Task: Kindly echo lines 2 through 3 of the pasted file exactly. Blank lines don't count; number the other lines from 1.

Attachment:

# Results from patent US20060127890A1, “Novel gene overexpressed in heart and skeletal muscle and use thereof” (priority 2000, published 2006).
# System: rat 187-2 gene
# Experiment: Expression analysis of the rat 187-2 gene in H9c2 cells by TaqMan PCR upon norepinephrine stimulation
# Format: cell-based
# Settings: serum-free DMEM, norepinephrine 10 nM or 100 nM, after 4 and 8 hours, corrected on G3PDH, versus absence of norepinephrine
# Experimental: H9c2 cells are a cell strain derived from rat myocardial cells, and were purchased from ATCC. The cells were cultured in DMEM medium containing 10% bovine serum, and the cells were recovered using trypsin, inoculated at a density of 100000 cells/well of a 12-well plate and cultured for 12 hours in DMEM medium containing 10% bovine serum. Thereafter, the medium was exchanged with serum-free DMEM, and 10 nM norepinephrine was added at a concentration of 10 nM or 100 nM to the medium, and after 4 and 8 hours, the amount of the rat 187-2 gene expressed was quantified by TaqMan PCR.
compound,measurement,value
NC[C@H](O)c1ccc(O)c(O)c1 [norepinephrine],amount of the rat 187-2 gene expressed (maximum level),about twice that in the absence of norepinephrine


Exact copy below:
# System: rat 187-2 gene
# Experiment: Expression analysis of the rat 187-2 gene in H9c2 cells by TaqMan PCR upon norepinephrine stimulation